I have also been called a humanist, with a slightly condescending tone to the voice. Humanism emphasizes the value of human beings, individually and collectively, and of critical thinking as opposed to dogma or superstition. Dogma and superstition to me are symbolic of clinging to the past, so it’s all one bundle.

JFK was proud to be called a liberal. So am I. But as I go merrily into the adventure of the future, I do look back over my shoulder. Not for a past that I would cling to or resuscitate, but for a past that brought many treasured moments and shaped me into the person I am today. Want to scorn me as a liberal humanist? Go right ahead. I may have it put on a T-shirt.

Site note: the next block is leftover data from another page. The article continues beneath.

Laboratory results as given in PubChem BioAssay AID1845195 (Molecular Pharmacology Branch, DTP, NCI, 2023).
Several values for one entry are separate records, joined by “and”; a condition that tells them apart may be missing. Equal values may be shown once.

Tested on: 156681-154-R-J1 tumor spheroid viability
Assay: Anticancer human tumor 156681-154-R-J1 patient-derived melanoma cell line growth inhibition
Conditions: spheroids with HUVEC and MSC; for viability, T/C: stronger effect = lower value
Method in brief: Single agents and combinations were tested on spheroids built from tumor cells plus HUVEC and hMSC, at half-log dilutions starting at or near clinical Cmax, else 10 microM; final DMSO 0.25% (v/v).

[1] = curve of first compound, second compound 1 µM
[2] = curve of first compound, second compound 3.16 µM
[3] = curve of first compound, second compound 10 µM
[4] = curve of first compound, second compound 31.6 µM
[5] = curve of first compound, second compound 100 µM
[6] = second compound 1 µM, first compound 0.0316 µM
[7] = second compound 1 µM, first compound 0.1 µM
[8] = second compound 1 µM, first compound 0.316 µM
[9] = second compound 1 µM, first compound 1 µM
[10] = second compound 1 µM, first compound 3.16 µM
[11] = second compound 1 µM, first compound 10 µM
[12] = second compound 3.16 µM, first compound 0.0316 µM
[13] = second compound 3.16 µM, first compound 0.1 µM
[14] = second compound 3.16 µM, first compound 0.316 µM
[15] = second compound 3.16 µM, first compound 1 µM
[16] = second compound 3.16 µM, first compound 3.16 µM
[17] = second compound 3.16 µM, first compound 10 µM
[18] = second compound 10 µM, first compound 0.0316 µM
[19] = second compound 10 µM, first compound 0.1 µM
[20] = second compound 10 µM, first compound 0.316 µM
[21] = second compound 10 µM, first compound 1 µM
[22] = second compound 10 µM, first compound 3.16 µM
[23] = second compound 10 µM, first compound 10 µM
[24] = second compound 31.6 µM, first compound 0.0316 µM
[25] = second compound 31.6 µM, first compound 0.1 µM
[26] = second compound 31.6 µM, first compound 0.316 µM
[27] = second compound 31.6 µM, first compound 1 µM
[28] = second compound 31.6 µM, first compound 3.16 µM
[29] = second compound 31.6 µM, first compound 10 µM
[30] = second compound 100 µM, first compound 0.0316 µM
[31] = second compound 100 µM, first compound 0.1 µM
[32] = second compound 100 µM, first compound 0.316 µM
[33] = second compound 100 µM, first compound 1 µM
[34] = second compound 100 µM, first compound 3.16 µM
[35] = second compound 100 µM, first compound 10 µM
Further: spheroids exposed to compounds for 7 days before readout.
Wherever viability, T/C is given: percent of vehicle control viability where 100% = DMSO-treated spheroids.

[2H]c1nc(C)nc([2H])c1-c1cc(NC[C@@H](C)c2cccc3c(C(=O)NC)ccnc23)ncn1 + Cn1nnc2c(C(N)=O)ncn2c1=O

A p.s.: Financially I am a conservative. That means I don’t believe in spending more than you have, as an individual or a government. Today’s conservatives seem to skip blithely over that fact, giving huge tax cuts to the wealthy and then bemoaning we can’t afford Medicare, Medicaid or support of our veterans. Now that’s conservative bullshit.

‘Night all.